Linda Kaiser Swims The Eight Seas...Quietly, Courageously

Linda Kaiser Swims The Eight Seas…Quietly, Courageously

Linda Kaiser Swims The Eight Seas…Quietly, Courageously

Courtesy of WOWSA, Huntington Beach, California.

Swim a channel or complete an open water swim nowadays and many swimmers describe their achievement on the social media. There are, of course, exceptions to this norm where a handful of swimmers, renowned among the community of channel swimmers, do plenty of under-the-radar or unannounced swims.

For these swimmers, self-satisfaction and personal success is all that they seek.

But there may be few athletes who have accomplished so much – while seeing so much marine life on their swims – as Linda Kaiser of Hawaii.

In addition to being the first and only woman to date to swim all 9 Hawaiian channels called the Eight Seas, Kaiser founded the Kaiwi Channel Swimmers Association and helps all Kaiwi Channel swimmers in any way that she can, even to the point of hosting them at her home. She also meets all the swimmers whenever and wherever they finish.

She has also volunteered with the Waikiki Roughwater Swim for over 25 years and is the organization’s head of water safety, its treasurer and a member of its board of directors.

A shy, unassuming and humble swimmer, she explained a bit about her 9 channel swims throughout the state of Hawaii. In order, these swims include the following:

Hawaiian Channel #1: 8.8-mile (14.1 km) Auau Channel (Lanai to Maui)
August 19th 1989, 5 hours 11 minutes
It was my first channel swim,” recalls Kaiser. “The water was calm and between 78-80ºF (25-26ºC). I just missed the then-women’s record by less than one minute.”

Hawaiian Channel #2: 8.4-mile (13.5 km) Pailolo Channel (Maui to Molokai)
November 30th, 1990, 4 hours 47 minutes
I was the first woman to swim this channel with the water temperature about 78ºF. The ocean was calm in the beginning of the swim, but the wind and chop came up over the last two hours and I saw my first big shark – about 12 feet – that circled me 4 times and then left.”

Hawaiian Channel #3: 9.3-mile (14.9 km) Kalohi Channel (Molokai to Lanai)
September 21st 1991, 4 hours 30 minutes
The water temperature was 80ºF with windy conditions from the start with lots of chop [throughout].”

Hawaiian Channel #4: 7-mile (11.2 km) Alalakeiki Channel (Maui to Kahoolawe)
April 14th 2001, 3 hours 30 minutes
I was the first woman to swim this channel and the first time that this channel had been swum in this direction. The water temperature was between 76-78ºF with huge ocean swells and howling winds. The swell were 20 feet at times and my escort boat could not get near enough for feeds. I body surfed some of the swells and saw one shark at the beginning.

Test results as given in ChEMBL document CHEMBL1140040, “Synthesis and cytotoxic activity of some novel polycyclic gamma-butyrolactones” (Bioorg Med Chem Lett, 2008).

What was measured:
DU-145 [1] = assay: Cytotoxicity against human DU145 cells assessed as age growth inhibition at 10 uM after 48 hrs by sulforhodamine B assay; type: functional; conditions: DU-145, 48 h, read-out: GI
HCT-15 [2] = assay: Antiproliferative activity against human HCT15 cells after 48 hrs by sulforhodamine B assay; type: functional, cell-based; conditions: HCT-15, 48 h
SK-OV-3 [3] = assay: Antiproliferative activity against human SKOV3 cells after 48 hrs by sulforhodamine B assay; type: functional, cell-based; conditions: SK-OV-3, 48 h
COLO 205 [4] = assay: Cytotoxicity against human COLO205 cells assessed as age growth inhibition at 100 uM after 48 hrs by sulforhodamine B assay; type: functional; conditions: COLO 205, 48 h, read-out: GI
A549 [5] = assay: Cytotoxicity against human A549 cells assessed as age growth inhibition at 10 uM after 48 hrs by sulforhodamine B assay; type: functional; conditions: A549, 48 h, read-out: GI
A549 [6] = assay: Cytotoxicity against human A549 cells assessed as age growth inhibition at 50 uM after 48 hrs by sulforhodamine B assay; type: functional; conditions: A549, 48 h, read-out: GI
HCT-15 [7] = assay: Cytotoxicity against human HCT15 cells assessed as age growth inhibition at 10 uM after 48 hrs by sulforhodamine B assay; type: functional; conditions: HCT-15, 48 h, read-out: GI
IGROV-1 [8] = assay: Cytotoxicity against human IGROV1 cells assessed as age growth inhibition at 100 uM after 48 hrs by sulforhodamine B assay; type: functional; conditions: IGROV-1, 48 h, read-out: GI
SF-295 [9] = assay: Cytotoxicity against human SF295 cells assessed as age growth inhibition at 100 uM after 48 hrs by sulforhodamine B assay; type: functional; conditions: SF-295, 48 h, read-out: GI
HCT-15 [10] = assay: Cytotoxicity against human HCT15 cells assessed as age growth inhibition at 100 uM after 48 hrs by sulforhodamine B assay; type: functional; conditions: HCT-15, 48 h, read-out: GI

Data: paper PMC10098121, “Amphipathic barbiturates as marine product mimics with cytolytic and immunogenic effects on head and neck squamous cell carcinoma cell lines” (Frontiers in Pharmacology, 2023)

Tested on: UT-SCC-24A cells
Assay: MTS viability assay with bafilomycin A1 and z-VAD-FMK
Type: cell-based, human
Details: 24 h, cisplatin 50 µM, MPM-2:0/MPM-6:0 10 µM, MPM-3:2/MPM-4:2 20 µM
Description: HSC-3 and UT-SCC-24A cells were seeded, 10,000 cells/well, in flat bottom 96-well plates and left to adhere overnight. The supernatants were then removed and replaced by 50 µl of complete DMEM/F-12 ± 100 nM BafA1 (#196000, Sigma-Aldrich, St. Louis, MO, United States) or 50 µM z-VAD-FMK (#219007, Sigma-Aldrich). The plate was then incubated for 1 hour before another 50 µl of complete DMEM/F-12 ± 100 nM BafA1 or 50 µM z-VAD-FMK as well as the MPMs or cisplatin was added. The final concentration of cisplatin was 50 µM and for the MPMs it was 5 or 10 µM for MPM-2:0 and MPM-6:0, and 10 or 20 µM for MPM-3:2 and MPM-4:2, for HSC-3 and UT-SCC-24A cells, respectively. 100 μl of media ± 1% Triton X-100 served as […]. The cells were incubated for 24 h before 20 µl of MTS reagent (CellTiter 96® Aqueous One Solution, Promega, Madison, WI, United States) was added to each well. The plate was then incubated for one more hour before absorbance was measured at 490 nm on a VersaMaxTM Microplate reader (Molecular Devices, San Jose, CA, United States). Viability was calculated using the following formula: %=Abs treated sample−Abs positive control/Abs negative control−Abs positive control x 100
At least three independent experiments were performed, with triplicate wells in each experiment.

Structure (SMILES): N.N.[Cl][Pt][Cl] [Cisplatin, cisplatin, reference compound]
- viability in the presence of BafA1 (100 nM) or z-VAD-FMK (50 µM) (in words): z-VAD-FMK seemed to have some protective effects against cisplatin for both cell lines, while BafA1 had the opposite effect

Hawaiian Channel #5: 17-mile (27.3 km) Kaulakahi Channel (Kauai to Niihau)
July 20th 2003, 10 hours 45 minutes
I was the first woman and it was the first time that this channel had been swum. There were dolphins that swam with me off and on. The winds picked up during the second half of the swim with strong currents that pushing away from Niihau over the last 4 miles. We had to swim around the intended landing beach to another beach that wasn’t rocky and had less surf.”

Hawaiian Channel #6: 17-mile (27.3 km) Kealaikahiki Channel (Kahoolawe to Lanai)
September 11th 2005, 11 hours 53 minutes
This was the first time that this channel had been swum. I was the first woman to swim this channel. There was calm water to begin, but it got rougher by mid-swim. There was a strong current pushing west away from the island [of Lanai]. At one point, it looked as though we might miss Lanai, but our course was correct and we finished just before sunset.”

Hawaiian Channel #7: 26-mile (41.8 km) Kaiwi Channel (Molokai to Oahu)
September 21st 2007, 15 hours 0 minutes
My first attempt was aborted after I swallowed a jellyfish and had to be pulled from the water with extreme cramping and spasms. I returned to Molokai a week later and swam through the night, finishing north of Sandy Beach. I had very good conditions with the water calm and water. I saw 2 sharks, but neither of them showed any aggression.”

Hawaiian Channel #8: 30-mile (48.2 km) Alenuihaha Channel (Hawaii to Maui)
September 11-12th 2009, 16 hours 10 minutes
I swam this channel a few months after being on Mike Spalding’s escort boat when he was bitten by a cookie cutter shark. I started in the dark and swam very scared the entire night. There were lots of ‘things’ bumping into me all night and I was very glad to see the sunrise. But then I could also see the sharks. I had 3 sharks come very close while other sharks just swam around under me and kept their distance.”

Hawaiian Channel #9: 72-mile (115.8 km) Kaieiewaho Channel (Oahu to Kauai)
November 20-22nd 2010, 47 hours 55 minutes
This was done as a 6-person relay and was the first swim crossing of this channel. It was a horrible experience with constant jellyfish stings and very aggressive sharks. It was a horrible current most of the way with light winds and warm water. The funniest moment was at night when the escort boat alerted a tugboat and said we had swimmers in the water. The tugboat captain was speechless and came back a few minutes later, asking our captain to repeat what he just said.”

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Steven Munatones